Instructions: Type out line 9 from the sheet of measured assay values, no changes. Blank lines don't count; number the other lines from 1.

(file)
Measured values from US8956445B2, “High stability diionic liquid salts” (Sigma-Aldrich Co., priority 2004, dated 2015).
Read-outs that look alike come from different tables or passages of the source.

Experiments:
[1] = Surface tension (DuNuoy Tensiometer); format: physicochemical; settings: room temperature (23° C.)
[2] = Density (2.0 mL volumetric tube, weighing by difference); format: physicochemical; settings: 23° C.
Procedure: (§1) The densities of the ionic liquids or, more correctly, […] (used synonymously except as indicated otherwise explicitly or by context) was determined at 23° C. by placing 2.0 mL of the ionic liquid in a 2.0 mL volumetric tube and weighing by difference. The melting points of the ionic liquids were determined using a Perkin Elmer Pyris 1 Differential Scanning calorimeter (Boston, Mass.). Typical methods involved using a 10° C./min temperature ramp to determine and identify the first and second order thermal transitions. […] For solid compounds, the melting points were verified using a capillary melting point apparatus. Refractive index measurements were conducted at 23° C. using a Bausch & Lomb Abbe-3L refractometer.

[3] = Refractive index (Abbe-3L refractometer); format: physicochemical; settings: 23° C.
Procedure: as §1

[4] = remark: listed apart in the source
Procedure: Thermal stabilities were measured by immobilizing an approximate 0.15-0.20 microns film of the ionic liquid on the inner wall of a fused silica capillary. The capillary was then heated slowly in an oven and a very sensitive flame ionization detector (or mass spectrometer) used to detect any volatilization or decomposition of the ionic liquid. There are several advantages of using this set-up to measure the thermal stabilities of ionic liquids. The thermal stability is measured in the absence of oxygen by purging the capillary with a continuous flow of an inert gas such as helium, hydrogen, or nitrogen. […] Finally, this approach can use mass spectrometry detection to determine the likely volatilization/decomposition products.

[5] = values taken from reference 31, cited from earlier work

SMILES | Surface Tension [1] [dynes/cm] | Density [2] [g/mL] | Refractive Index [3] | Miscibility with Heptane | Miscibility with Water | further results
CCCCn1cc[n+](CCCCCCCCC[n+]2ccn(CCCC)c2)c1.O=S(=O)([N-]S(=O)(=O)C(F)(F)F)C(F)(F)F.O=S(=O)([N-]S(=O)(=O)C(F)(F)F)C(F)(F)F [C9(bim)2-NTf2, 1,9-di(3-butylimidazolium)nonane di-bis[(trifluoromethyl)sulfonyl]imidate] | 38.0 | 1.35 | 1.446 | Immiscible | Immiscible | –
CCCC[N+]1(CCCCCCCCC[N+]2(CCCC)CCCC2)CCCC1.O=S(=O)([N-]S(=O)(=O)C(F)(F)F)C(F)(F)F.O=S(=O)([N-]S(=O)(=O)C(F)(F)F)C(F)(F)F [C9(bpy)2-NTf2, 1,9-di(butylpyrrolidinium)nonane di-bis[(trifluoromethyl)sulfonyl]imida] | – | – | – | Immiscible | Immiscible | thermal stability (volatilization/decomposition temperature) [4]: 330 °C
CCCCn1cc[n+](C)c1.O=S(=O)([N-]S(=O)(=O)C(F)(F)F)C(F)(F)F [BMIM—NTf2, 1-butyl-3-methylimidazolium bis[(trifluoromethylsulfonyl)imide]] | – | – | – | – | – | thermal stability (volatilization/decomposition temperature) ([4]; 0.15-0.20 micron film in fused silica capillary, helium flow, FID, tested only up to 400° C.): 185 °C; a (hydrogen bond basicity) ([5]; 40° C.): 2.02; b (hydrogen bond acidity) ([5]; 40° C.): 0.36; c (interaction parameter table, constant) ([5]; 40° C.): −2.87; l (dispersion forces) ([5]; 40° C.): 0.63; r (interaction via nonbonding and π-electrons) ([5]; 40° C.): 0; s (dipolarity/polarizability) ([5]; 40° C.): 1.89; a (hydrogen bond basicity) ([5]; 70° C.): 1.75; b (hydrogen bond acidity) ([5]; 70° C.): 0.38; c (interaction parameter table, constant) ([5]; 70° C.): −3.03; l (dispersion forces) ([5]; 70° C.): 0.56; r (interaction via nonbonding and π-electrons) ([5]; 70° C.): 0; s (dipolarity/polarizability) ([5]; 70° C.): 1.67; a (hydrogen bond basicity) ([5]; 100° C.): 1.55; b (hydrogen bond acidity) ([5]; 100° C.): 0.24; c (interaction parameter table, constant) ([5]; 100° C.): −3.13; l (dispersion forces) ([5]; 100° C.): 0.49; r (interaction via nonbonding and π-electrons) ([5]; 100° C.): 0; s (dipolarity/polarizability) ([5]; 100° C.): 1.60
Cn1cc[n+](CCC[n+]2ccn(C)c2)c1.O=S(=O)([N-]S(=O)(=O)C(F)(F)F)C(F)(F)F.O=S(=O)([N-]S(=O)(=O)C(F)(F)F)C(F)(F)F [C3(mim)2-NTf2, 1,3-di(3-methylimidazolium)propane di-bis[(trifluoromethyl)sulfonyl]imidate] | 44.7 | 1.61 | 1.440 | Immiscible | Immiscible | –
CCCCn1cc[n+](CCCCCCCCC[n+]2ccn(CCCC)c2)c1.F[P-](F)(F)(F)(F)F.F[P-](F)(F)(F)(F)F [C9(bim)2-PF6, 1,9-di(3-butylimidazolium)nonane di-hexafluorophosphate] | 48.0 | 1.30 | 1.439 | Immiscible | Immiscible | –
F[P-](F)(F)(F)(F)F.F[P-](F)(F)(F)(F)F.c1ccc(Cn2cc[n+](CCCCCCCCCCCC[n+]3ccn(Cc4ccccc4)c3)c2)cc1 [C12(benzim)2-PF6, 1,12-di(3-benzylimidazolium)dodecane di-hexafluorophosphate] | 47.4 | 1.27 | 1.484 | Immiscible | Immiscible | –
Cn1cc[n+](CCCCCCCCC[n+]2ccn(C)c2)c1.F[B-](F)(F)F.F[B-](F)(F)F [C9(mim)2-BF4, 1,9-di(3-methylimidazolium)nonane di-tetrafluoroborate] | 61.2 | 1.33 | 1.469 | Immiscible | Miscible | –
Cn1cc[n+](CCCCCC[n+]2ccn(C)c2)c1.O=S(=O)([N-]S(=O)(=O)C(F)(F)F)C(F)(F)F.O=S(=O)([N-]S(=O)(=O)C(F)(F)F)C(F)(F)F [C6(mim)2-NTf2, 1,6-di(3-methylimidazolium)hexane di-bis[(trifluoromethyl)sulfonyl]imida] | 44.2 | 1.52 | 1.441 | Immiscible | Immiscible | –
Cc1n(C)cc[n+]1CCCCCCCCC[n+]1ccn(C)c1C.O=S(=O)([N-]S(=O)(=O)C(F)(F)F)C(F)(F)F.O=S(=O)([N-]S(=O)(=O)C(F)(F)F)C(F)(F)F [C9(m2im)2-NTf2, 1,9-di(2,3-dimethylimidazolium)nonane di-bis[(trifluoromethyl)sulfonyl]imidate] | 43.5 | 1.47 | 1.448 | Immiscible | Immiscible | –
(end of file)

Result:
[4] = remark: listed apart in the source